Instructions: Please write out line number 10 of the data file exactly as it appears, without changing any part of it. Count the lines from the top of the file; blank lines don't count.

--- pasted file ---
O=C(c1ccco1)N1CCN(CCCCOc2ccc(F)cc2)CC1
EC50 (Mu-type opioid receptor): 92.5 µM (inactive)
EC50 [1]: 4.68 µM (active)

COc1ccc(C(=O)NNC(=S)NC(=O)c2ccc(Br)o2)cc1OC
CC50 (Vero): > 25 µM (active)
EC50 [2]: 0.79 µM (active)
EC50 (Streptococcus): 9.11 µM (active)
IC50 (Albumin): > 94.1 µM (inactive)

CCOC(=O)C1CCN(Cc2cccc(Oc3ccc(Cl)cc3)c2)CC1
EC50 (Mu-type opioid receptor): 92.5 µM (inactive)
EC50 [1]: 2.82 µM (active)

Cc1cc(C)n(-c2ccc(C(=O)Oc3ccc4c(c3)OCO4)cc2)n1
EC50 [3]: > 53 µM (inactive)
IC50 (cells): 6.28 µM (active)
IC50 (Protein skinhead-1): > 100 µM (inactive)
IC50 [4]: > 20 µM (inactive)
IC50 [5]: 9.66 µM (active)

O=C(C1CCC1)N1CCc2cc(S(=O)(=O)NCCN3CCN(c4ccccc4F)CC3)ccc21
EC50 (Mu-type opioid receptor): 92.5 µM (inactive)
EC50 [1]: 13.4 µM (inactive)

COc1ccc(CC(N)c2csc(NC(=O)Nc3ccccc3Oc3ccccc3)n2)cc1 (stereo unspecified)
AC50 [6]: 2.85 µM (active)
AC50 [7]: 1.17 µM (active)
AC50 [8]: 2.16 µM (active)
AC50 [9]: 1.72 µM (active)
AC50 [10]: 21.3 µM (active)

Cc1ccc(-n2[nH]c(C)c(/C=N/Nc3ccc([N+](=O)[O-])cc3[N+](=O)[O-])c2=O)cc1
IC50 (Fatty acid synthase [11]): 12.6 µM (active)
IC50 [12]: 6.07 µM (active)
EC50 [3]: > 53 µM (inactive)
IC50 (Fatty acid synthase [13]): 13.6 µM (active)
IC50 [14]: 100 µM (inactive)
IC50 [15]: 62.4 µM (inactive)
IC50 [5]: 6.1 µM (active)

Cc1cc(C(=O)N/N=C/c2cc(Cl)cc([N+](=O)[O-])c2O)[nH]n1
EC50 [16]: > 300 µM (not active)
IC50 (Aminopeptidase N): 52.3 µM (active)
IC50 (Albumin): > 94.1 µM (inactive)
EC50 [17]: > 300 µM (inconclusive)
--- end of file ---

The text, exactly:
EC50 (Mu-type opioid receptor): 92.5 µM (inactive)